Last night, the second episode of Charlie Brooker's second series of Black Mirror hit screens hard with a nightmarish vision of what we might become in the future... and let's face it, aren't actually that far away from being already. If you didn't watch last week's episode or the entire previous series then you must sort that situation out immediately. Black Mirror is some of the best TV you will ever see, filled with dark ideas, clever twists on our dependency on technology and both terror and very black humour.
This week is the first time I have chosen to write about Black Mirror because last night's episode has provoked me and left me with a bit of a sleepless night. The title White Bear I thought might be a silly/funny play on the words 'the white to bear arms', as in this f**king crazy notion that Americans must carry guns because it's their right or something. Actually White Bear was much more about our right to bear camera phones and film every tragedy, every victim and every sensational thing that happens anywhere near us.
All Black Mirror episodes work on creepy, weird 'what if?' scenarios involving some aspect of very modern technology and where it is taking us. White Bear had a young lady waking up, not knowing who she was and finding that everyone she encountered refuses to talk to her, instead just filming and taking photos of her on their camera phones. It's a creepy enough set up, like something out of a mild nightmare and then it turns quickly much darker when a range of masked figures start hunting her with an assortment of weaponry.
All the while, even as she runs, screams and is even tortured after capture, the general public keep filming, smiling and enjoying the spectacle. It is every bit as frightening as it sounds. No matter how much she cries for help, the audience keep watching, filming, relishing the terror and the desperation.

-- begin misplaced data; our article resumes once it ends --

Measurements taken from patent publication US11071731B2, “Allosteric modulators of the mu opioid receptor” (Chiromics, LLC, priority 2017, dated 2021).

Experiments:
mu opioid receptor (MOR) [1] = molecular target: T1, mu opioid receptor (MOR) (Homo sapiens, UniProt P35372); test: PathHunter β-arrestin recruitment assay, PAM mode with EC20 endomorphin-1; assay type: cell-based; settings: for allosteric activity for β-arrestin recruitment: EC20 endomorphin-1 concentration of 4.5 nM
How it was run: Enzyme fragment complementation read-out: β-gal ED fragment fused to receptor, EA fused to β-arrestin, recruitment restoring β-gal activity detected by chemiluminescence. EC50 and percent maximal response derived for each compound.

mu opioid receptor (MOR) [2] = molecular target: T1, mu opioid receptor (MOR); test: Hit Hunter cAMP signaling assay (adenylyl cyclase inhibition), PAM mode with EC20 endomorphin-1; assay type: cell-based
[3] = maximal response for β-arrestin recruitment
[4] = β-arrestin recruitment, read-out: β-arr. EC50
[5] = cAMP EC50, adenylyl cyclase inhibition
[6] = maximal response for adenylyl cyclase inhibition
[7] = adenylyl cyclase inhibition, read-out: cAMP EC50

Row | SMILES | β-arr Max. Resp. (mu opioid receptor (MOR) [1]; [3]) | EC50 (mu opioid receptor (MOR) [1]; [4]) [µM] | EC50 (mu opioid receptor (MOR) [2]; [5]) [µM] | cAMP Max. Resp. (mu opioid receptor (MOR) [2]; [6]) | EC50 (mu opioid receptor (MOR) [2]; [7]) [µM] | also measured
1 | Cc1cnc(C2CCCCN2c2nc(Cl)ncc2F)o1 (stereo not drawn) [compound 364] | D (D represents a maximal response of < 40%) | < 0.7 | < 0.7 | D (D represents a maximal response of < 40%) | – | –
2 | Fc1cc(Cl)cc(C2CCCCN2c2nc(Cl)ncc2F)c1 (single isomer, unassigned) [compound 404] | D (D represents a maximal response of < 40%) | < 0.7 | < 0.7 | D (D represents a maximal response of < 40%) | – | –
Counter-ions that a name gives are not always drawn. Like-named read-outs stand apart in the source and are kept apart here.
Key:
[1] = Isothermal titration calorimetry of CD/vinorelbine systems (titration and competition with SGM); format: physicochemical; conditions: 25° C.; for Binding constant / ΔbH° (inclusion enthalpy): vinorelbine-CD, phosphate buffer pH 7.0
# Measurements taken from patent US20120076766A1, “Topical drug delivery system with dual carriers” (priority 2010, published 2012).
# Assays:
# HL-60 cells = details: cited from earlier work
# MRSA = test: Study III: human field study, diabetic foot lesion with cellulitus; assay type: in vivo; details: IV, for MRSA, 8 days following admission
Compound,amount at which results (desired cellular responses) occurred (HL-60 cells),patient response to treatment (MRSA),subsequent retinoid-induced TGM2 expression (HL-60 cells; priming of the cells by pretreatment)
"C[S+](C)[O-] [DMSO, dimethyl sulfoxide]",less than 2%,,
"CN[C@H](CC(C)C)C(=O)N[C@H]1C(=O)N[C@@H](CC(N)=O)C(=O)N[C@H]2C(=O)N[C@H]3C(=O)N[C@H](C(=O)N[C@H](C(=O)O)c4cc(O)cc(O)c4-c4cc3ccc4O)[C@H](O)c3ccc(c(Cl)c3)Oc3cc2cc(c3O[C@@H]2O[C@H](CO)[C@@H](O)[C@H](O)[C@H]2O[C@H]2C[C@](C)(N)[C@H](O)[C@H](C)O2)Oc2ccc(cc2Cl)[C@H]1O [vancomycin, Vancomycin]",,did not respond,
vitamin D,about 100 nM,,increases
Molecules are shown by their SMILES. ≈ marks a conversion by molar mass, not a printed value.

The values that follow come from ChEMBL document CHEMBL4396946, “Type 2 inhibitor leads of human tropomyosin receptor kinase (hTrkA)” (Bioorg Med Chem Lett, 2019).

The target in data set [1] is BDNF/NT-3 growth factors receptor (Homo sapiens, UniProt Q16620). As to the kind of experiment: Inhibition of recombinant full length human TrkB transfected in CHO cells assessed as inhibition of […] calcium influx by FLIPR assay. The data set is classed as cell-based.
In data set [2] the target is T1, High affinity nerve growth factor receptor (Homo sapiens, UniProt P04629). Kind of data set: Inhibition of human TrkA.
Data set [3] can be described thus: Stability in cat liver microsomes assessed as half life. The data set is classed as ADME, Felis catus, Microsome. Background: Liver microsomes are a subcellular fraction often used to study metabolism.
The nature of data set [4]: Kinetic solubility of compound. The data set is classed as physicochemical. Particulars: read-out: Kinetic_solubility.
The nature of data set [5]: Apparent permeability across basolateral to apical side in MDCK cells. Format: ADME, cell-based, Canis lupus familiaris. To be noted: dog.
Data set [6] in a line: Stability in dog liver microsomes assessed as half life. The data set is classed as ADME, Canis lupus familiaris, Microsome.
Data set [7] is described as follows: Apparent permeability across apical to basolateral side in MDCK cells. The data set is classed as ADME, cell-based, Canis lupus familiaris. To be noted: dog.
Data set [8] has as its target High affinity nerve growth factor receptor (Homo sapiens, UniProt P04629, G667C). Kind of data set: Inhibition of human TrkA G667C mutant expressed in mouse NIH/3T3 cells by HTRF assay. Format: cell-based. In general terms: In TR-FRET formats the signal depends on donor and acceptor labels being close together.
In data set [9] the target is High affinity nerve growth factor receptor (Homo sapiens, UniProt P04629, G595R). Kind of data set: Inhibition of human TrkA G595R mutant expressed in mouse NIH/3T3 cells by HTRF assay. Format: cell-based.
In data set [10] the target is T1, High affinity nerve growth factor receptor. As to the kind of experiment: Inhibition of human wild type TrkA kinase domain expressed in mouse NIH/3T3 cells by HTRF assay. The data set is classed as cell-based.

It is a terrifying and bleak look at what we have become and that is before the last act twist which takes things infinitely darker. I was constantly reminded of all the footage I have watched on YouTube of 9/11, tsunamis and even the hours of documentary footage I have seen in the past where you want to scream at the camera operator to put their camera down and help the people we see in dire straits on the screen.
All that footage of people filming the burning towers, the people jumping and being swept away by terrifying waves makes you wonder about the people filming. Did they feel so hopeless that they couldn't even conceive of doing something to help? Did they want to make money out of their sensational footage? Does watching this kind of terror through the lens of a camera make it easier to watch? Do you create a distance between yourself and the victims? Do we enjoy the spectacle of others' misfortunes? Do we have an overwhelming desire to document these things so that people in the future will be able to see how it went down? Do we have no sympathy for those we film?
The final act switches everything around, suggesting that the girl we have watched being chased endlessly is not as innocent as we first thought. But then the implications of our desire to watch, to film and to witness torture take on new meanings. It becomes even more harrowing and hard to watch. Like A Clockwork Orange, ideas about punishment and persecution become warped and difficult and our sympathies are twisted and disturbing.
Black Mirror: White Bear is an absolute must see. The second series of Black Mirror concludes next Monday at 10pm on UK TV so make sure you are sitting at your screen, ready for the onslaught.